That of course was the catalyst and your careers went stratospheric from then on. You got signed to Sony and released one of my personal favourite tracks, the excellent ‘And then the Rain Falls’. The original version is some 17 minutes long and for me really demonstrates what progressive house means. How do you go about writing a track that long?

I think we took too much LSD and thought we were recreating Jeff Wayne’s War Of the Worlds!! (joke). I think some of the music we recorded back then and in particular that title, we thinking it’s more of a listening experience.

We were trying to make music starting with a build to some kind of energy, a drift in the middle and an outro almost like a story..
I used to think of recording music back then as almost like each track was a mini DJ set with intro /builds and outros. This obviously left us open to a few pokes and jibes about our tracks being as long as a DJ sets…..which I always thought was funny.

Your studio back then must have been a hardware enthusiast’s wet dream. Do you have any favourite pieces you’ve kept and has your studio changed much?

The studio used to look like “Vince Clarke’s” studio bunker with wires and cables all over the place. I have various bits / pieces of hardware from back in the day and still really love the Clavia Nord Lead 1 and the Juno Alpha 1 Keyboards. The studio now is basically Protools based with lots of software synths, FX etc with little bits of outboard hardware used on occasions. Although it’s all moved on I do still prefer the results of the old school hardware over digital/software.

Probably your most well known track ‘No Other Love’ is another favourite of mine and introduced me to a sub genre of Progressive house; the short lived ‘Epic House’. Can you describe for our readers what Epic House was like.

Epic house was the idea that you could record a track that would almost be a journey through different elements and emotions. Starting with an intro building to something groove based and layering new music elements which would take the track to another idea moving on from what you had just heard. It was almost like you made a track based on four or five main elements. Moody intro, driving club section, emotive build, break down building back grooves and tail out euphoric outro. Like 3 tracks in 1.

In your time you and James have remixed some pretty big stars. Madonna, Seal, New Order, Inner City, Blackgrape & Placebo. How do you approach a remix? Do you go into the studio with a definite idea of what you want the record to sound like?

Most of the time we would just get the vocals from the original track synced up a tempo we wanted to work with and then start playing around with bass line ideas under the vocal. We never really started with any pre-defined direction. A lot of the direction would depend on the vibe we got from the vocal and playing with ideas around it.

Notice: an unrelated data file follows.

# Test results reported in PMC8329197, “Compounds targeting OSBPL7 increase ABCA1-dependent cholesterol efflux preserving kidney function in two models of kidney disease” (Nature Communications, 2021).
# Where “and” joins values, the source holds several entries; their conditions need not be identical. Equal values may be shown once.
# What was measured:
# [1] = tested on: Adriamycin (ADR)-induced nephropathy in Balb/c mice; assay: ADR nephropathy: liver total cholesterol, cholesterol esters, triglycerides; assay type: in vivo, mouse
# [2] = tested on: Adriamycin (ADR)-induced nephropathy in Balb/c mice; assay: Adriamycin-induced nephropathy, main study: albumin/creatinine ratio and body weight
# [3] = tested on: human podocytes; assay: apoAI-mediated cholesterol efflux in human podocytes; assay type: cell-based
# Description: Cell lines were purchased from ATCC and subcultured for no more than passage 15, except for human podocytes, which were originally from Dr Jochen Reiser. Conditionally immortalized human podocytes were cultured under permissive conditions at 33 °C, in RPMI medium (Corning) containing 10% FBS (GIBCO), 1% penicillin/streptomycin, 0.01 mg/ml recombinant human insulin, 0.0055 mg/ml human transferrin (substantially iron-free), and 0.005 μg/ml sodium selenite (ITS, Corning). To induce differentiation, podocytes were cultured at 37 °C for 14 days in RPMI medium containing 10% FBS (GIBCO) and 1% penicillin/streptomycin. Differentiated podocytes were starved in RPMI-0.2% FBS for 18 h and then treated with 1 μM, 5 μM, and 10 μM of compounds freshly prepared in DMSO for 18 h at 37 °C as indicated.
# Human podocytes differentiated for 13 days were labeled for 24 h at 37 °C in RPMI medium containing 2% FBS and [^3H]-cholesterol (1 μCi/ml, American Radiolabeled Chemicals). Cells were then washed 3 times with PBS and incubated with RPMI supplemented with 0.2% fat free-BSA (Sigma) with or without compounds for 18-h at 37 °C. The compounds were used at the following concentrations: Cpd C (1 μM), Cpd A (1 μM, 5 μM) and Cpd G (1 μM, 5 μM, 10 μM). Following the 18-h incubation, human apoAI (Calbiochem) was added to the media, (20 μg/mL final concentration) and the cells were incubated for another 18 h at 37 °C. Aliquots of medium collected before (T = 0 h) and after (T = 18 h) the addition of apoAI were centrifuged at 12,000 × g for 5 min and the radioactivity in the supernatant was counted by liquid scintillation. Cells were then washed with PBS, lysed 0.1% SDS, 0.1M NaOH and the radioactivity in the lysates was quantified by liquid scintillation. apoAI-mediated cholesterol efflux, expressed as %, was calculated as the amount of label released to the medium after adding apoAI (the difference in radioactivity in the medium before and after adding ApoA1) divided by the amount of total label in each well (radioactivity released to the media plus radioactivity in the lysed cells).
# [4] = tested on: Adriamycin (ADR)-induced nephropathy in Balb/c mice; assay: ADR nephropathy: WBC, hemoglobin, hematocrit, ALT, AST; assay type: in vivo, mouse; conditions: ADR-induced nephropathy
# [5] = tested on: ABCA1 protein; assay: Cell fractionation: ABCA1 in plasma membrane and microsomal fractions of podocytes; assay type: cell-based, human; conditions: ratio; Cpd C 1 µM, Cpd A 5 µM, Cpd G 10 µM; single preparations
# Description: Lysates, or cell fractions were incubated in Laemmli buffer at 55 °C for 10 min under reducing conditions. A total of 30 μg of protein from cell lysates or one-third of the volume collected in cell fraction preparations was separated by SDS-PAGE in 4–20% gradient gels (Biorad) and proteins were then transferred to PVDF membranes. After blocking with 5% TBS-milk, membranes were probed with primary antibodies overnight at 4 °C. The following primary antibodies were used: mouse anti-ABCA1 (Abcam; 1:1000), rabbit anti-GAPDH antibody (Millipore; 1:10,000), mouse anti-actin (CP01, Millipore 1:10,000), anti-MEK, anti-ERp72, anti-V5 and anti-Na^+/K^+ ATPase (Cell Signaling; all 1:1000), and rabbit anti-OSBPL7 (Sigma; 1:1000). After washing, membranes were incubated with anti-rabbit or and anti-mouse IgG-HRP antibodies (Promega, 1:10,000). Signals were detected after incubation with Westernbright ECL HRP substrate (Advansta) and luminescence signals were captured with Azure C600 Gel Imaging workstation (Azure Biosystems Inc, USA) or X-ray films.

I remember when we remixed “Skunk Anansie Twisted” we were waiting for the vocals / parts to arrive from the record company and they were arriving days late. So we just started playing the original version of song from vinyl and trying to work out what might fit with it. It was kind of a mad approach of putting ideas down for the remix whilst you still had full on rock drums pumping away etc but it worked out well.

In the 90s there were a few artists whose records were instantly recognisable; Tony De Vit was one, as was Sasha, BT and yourselves. How do you keep that consistency? Did you ever feel tempted to start side projects for different sounds?
We just started to develop our own style / sound gradually and keep developing it with influences we picked up on the way. It was a building process of adding some ideas and removing some you wanted to move away from. I was always looking for new improvements or additional elements etc. Above all you have to set your own standards and compete with yourself to maintain it…it can be hard work. I’ve always been influenced by other music like guitar based / pop etc. If you listen to the original version of tracks we recorded like Breathe, Coming Home & Long Way Home, these are just essentially indie pop records. There is also other diversions of club music I’ve recoded like the darker break beat sounding The Lights Go Out on Convert.

You got to play some pretty big festivals and clubs back then, but I caught you playing in Newquay of all places! Which gigs do you prefer to play? intimate or stadium?
Both are great but I think for the live shows the bigger events seem to suite that kind band type feel. It’s like your show casing the bigger upfront parts of your music in a condensed time frame, so it’s fitting. DJing is different in that intimate gigs give you chance to play a bit deeper and less full on, it can be more experimental. I love gigs so either or I’m there.

After 7PM, you changed management to Guy Ornadel, a DJ in his own rights. Did that make a difference having a DJ look after you?
Errm, to be honest not really, 7pm and Guy had very different management styles. I suppose the availability between the two might have varied slightly. 7pm were defiantly more influential on the creative side.